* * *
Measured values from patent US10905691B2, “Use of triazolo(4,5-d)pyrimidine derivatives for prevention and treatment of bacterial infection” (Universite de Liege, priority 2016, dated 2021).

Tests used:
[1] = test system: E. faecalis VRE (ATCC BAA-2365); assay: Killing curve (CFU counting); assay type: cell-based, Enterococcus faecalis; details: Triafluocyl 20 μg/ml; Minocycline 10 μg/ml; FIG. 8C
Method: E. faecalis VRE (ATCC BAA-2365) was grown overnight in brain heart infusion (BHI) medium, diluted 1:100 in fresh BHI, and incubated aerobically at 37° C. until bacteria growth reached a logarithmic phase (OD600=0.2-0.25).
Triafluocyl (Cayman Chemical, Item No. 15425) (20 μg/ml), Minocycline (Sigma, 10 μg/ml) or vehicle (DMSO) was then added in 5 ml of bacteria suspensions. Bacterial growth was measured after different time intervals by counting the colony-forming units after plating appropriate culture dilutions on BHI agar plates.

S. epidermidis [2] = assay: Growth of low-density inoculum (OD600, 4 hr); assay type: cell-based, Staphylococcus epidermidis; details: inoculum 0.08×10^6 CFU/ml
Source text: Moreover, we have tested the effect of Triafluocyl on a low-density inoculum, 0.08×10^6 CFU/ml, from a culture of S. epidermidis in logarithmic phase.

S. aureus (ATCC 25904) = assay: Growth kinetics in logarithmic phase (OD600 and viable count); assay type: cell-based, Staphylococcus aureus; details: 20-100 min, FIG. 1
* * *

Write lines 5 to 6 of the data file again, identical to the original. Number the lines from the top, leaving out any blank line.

Triafluocyl (Cayman Chemical, Item No. 15425) (20 μg/ml), Minocycline (Sigma, 10 μg/ml) or vehicle (DMSO) was then added in 5 ml of bacteria suspensions. Bacterial growth was measured after different time intervals by counting the colony-forming units after plating appropriate culture dilutions on BHI agar plates.

S. epidermidis [2] = assay: Growth of low-density inoculum (OD600, 4 hr); assay type: cell-based, Staphylococcus epidermidis; details: inoculum 0.08×10^6 CFU/ml